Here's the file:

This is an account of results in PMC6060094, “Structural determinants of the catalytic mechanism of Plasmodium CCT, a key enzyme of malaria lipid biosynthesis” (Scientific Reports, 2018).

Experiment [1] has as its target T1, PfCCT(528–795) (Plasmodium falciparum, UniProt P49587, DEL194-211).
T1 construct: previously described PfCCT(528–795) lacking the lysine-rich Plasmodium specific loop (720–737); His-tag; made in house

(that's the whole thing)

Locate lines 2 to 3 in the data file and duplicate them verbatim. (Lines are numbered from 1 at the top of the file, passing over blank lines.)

Experiment [1] has as its target T1, PfCCT(528–795) (Plasmodium falciparum, UniProt P49587, DEL194-211).
T1 construct: previously described PfCCT(528–795) lacking the lysine-rich Plasmodium specific loop (720–737); His-tag; made in house